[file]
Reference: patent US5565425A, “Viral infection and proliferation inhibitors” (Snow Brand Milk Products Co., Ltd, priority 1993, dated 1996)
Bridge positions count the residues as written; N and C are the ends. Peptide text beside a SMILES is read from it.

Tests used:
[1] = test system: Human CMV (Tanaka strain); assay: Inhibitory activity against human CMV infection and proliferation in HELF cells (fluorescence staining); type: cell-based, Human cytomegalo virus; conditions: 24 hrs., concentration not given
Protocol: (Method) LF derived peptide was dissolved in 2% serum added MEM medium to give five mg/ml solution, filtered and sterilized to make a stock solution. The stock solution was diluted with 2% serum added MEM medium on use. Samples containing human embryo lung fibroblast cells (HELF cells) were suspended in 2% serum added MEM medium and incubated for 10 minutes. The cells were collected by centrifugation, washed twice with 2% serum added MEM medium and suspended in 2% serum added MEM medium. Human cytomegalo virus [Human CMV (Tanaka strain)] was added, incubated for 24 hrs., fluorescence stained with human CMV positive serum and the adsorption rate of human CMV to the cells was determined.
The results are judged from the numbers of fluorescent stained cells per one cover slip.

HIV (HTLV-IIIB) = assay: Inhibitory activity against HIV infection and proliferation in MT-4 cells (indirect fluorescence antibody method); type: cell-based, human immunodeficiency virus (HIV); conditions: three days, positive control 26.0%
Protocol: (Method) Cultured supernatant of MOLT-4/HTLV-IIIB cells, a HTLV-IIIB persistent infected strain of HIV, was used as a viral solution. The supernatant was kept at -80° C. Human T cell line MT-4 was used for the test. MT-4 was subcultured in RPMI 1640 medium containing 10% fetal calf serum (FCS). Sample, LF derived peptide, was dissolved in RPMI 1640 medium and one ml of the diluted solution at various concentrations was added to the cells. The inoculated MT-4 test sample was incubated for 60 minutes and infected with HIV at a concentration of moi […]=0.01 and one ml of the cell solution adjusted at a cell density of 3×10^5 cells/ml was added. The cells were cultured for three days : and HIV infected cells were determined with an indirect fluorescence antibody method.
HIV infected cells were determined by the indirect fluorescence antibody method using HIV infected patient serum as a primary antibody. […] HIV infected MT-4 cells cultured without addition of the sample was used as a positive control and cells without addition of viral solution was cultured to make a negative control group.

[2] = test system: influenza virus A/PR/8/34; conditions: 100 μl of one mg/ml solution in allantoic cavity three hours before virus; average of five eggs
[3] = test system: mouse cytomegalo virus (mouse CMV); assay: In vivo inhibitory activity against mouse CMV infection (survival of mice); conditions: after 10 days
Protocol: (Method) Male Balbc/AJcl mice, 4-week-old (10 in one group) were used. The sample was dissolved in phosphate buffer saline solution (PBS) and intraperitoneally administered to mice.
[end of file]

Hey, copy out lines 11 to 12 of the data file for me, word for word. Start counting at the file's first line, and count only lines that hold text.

[3] = test system: mouse cytomegalo virus (mouse CMV); assay: In vivo inhibitory activity against mouse CMV infection (survival of mice); conditions: after 10 days
Protocol: (Method) Male Balbc/AJcl mice, 4-week-old (10 in one group) were used. The sample was dissolved in phosphate buffer saline solution (PBS) and intraperitoneally administered to mice.